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Dhuwaraha Rajathelakan

Dr Zaki El Hassan

Introduction and Overview of Measurement Techniques in Fluid Flow

The measurements of flow of liquids are a very serious need in majority of the
industrial plants. The industrys profit making or even loss all depends on the
accuracy of the flow measurement. In some cases inaccurate results may cause
a disastrous result. With majority of the liquid flow measurement apparatuses,
the velocity or the change in kinetic energy is measured to determine the flow
rate. The pressure variance of the liquid that is forced through a pipe is what the
velocity depends on. The cross-sectional area of the pipe remains constant and
is known; the flow rate is indicated by the average velocity. In such cases to
determine the liquids flow rate the basic relationship is:

Q = liquid flow through the pipe

V = average velocity of the flow

A = cross-sectional pipe area

The liquid in contact with the pipe causes friction; viscosity and density affect
the liquid flow rate. To directly measure the liquid flow positive displacement
flow meters are used. The liquid is divided in to specific increments and move it
on. The total flow is an increase of the measured increments, which can be
counted by mechanical or electronic techniques
The majority of man-made flows are turbulent for example all natural occurring
flows on earth like lakes, rivers, oceans and even the atmosphere. Experimental
methods such as the Navier-Stokes equation were nearly impossible to solve in
majority of the actual applications.

D ui ij
Dt X j

Early turbulence research methods had a lot of restrictions like not being able to
measure reverse turbulence flow, vortices and high turbulent flows. To solve this
problem in the early sixtys lasers were developed. This made the measurement
of flows practical.

Types of Measurement

Mass flow rate / volume flow rate

The measurement of mass or volume of fluid flow is taken over certain cross
sectional area of pipe given per second. This is the method most industries use.
A wide range of devices exist for these commitments reflecting the wide range of
circumstances which may overcome gas flow, pressure, viscosity, conductivity,
liquid flow, the cleanliness of the fluid, fluid temperature, the presence of flow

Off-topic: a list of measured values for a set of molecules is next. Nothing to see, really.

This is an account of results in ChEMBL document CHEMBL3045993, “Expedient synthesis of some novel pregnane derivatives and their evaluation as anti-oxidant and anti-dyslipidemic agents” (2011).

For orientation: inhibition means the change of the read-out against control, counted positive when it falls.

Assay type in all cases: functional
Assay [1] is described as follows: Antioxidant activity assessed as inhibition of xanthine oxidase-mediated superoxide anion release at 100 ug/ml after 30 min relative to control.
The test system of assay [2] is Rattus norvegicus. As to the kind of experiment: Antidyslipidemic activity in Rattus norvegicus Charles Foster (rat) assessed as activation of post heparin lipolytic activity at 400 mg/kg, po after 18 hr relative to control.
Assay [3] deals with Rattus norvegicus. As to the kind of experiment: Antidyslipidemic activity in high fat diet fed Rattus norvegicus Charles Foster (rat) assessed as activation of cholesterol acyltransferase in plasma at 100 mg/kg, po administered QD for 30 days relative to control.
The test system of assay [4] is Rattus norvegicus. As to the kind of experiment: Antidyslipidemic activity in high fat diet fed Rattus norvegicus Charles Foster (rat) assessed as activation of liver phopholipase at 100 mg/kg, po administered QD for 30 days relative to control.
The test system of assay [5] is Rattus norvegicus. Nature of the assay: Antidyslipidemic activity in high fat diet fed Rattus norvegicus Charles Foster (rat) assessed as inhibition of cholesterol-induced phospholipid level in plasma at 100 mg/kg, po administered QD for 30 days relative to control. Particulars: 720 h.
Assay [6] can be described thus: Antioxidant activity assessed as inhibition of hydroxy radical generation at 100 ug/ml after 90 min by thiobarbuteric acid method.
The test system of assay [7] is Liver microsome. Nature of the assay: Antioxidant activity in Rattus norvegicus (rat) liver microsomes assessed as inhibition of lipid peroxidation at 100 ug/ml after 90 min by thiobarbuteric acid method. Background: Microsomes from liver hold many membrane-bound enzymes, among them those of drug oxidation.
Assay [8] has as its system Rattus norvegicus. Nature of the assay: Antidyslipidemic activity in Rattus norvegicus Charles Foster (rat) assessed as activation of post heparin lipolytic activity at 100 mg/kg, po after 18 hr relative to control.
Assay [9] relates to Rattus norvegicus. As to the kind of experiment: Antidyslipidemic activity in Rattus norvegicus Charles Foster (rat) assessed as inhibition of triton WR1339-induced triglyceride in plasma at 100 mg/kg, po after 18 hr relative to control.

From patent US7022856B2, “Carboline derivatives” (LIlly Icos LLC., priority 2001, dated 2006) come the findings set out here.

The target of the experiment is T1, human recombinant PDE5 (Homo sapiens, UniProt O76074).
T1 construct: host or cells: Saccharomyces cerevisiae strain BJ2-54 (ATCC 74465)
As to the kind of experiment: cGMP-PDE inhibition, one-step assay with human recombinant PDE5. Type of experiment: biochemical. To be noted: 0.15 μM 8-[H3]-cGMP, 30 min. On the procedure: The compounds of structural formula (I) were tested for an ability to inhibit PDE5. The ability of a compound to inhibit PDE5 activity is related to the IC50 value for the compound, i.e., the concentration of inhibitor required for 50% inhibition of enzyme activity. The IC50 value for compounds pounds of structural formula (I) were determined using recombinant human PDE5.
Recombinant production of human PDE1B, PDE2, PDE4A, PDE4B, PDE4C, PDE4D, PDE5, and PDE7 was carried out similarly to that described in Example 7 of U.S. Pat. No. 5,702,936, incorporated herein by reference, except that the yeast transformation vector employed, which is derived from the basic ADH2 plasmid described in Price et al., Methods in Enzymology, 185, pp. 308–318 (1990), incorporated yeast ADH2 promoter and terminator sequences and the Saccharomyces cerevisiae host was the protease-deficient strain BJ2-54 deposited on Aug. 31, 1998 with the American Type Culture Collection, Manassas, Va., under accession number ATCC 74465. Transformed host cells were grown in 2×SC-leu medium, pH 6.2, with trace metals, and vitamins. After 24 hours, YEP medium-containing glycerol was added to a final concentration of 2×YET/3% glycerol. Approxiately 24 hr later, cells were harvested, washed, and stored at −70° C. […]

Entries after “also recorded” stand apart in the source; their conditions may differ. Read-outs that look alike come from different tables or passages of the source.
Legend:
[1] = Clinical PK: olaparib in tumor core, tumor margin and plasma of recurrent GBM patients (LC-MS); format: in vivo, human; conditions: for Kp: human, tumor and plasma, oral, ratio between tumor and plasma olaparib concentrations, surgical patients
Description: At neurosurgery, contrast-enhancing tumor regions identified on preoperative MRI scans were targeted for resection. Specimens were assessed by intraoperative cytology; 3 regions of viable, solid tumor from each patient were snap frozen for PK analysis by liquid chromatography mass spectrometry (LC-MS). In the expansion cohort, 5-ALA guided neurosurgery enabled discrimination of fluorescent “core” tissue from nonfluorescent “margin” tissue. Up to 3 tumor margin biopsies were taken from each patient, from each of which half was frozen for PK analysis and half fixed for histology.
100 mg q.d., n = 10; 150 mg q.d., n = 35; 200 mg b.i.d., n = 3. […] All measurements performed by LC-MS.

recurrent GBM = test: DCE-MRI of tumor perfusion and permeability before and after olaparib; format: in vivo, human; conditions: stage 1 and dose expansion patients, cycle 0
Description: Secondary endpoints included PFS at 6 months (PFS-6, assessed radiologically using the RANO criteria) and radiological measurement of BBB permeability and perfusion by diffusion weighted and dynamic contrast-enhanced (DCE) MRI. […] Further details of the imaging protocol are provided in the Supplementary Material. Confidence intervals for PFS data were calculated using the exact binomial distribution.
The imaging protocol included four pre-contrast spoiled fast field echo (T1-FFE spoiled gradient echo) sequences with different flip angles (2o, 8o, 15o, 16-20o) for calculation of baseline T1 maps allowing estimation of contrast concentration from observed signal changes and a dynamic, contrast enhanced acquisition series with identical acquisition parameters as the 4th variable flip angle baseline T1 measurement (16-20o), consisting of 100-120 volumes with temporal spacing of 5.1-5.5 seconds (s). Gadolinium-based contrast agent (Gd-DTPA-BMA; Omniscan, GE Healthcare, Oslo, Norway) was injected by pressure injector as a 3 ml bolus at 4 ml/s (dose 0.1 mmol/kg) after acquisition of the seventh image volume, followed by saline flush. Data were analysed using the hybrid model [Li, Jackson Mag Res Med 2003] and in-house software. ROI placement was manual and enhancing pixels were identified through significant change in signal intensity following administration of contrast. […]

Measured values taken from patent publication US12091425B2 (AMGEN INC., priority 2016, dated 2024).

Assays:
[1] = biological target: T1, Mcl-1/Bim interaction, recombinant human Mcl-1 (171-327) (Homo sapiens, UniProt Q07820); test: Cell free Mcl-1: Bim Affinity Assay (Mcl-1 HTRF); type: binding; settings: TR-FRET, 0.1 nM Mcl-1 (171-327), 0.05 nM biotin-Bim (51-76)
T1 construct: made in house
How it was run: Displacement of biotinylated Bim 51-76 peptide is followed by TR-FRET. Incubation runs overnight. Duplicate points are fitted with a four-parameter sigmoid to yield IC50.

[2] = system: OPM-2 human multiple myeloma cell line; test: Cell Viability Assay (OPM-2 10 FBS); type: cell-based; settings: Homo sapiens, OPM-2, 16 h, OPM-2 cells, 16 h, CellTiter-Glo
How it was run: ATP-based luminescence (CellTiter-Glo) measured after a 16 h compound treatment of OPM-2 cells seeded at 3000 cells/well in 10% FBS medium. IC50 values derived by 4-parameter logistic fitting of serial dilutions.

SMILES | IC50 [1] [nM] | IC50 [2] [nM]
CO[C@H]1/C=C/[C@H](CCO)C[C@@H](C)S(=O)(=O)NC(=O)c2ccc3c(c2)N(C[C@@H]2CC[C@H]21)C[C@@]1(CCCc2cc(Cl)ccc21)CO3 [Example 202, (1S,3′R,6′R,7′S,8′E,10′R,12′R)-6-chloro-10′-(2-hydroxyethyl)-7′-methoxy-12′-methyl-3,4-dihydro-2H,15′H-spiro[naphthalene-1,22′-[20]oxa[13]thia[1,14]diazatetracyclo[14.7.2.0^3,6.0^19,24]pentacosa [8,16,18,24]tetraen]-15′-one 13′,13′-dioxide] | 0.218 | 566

Mass flow rate can also be calculated by:

= mass density of the fluid,

v = velocity field of the mass elements flowing,
A = cross-sectional vector area/surface,
Q = volumetric flow rate,
jm = mass flux.

In research lab local flow velocity is of importance rather than the total flow rate.
Laser Doppler velocimetry is an optical technique ideal for non-intrusive 1D, 2D
and 3D point measurement of velocity and turbulence distribution in both free
flows and internal flows. Velocimetry methods fall into two broad categories:
those which measure the flow velocity at a single point and those which offer
velocity data over a 2-D plane or even a 3-D volume. Point measurement
methods may provide very high resolution time histories of the velocity at a


Electronic Mass Flow Meters

Ultrasonic/Doppler Flow Meters

Turbine and Paddle Wheel Flow Meters

Variable Area Flow meters and Rota meters

Rota meters

Flow Meters with Analogue Output

Flow Indicators with Optional Pulse Output

Positive Displacement Flow

meters for High Viscosity Fluids

Low Flow Sensors

Vortex Shedding Flow meters and Pitot Tubes

Magnetic Flow meters


Air Velocity Indicators


What's New in pH, Flow and Environmental Products

Laser Doppler Anemometry

Laser Doppler Anemometry is a technique for measuring the direction and speed
of fluids. LDA was the most advanced invention for fluid diagnostics developed
by Yeh and Cummins. For this development no calibrations were required and
the output was accurately linear with low noise and high frequency response. In
this case velocity is measured in an independent way of other flow variables. The
LDA has had a lot of advancements over the years in terms of optical methods
for example fibres, software development and signal processing techniques.

The Doppler Effect is developed by Laser Doppler Anemometry to measure

instantaneous particle velocities. The velocity of the flow in the measuring